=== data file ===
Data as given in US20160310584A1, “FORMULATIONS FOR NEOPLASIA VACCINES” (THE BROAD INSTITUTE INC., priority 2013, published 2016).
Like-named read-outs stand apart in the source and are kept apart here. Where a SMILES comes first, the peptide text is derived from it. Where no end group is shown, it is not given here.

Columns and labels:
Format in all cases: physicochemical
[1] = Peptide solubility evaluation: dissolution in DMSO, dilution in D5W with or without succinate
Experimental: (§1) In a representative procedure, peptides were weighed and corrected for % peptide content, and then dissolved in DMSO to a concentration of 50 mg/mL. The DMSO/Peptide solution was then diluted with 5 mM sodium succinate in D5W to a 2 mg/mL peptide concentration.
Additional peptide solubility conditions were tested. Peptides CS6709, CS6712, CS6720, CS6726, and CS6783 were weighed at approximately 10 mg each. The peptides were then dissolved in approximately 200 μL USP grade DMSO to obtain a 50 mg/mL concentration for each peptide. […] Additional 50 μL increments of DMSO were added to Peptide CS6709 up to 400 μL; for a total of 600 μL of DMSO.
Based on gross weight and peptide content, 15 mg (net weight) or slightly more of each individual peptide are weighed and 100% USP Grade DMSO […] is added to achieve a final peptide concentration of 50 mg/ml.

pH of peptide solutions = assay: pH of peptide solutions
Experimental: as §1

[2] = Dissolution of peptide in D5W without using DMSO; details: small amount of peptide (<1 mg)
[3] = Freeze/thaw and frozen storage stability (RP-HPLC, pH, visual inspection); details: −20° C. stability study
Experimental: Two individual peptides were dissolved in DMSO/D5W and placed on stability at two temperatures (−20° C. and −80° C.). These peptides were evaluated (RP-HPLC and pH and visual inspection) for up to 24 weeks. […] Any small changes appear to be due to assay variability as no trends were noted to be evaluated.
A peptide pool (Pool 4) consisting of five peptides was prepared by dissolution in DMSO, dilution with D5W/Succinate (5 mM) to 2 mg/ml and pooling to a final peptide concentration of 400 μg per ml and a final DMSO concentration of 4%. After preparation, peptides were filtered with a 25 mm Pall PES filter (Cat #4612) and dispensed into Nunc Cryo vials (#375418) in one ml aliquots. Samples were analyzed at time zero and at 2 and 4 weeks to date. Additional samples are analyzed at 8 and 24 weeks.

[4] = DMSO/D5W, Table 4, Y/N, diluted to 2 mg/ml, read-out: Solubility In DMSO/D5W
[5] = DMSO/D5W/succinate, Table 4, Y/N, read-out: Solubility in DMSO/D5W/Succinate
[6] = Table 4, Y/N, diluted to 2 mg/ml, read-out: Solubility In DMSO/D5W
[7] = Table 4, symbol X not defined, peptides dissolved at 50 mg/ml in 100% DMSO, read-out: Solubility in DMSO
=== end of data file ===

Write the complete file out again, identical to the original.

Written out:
Data as given in US20160310584A1, “FORMULATIONS FOR NEOPLASIA VACCINES” (THE BROAD INSTITUTE INC., priority 2013, published 2016).
Like-named read-outs stand apart in the source and are kept apart here. Where a SMILES comes first, the peptide text is derived from it. Where no end group is shown, it is not given here.

Columns and labels:
Format in all cases: physicochemical
[1] = Peptide solubility evaluation: dissolution in DMSO, dilution in D5W with or without succinate
Experimental: (§1) In a representative procedure, peptides were weighed and corrected for % peptide content, and then dissolved in DMSO to a concentration of 50 mg/mL. The DMSO/Peptide solution was then diluted with 5 mM sodium succinate in D5W to a 2 mg/mL peptide concentration.
Additional peptide solubility conditions were tested. Peptides CS6709, CS6712, CS6720, CS6726, and CS6783 were weighed at approximately 10 mg each. The peptides were then dissolved in approximately 200 μL USP grade DMSO to obtain a 50 mg/mL concentration for each peptide. […] Additional 50 μL increments of DMSO were added to Peptide CS6709 up to 400 μL; for a total of 600 μL of DMSO.
Based on gross weight and peptide content, 15 mg (net weight) or slightly more of each individual peptide are weighed and 100% USP Grade DMSO […] is added to achieve a final peptide concentration of 50 mg/ml.

pH of peptide solutions = assay: pH of peptide solutions
Experimental: as §1

[2] = Dissolution of peptide in D5W without using DMSO; details: small amount of peptide (<1 mg)
[3] = Freeze/thaw and frozen storage stability (RP-HPLC, pH, visual inspection); details: −20° C. stability study
Experimental: Two individual peptides were dissolved in DMSO/D5W and placed on stability at two temperatures (−20° C. and −80° C.). These peptides were evaluated (RP-HPLC and pH and visual inspection) for up to 24 weeks. […] Any small changes appear to be due to assay variability as no trends were noted to be evaluated.
A peptide pool (Pool 4) consisting of five peptides was prepared by dissolution in DMSO, dilution with D5W/Succinate (5 mM) to 2 mg/ml and pooling to a final peptide concentration of 400 μg per ml and a final DMSO concentration of 4%. After preparation, peptides were filtered with a 25 mm Pall PES filter (Cat #4612) and dispensed into Nunc Cryo vials (#375418) in one ml aliquots. Samples were analyzed at time zero and at 2 and 4 weeks to date. Additional samples are analyzed at 8 and 24 weeks.

[4] = DMSO/D5W, Table 4, Y/N, diluted to 2 mg/ml, read-out: Solubility In DMSO/D5W
[5] = DMSO/D5W/succinate, Table 4, Y/N, read-out: Solubility in DMSO/D5W/Succinate
[6] = Table 4, Y/N, diluted to 2 mg/ml, read-out: Solubility In DMSO/D5W
[7] = Table 4, symbol X not defined, peptides dissolved at 50 mg/ml in 100% DMSO, read-out: Solubility in DMSO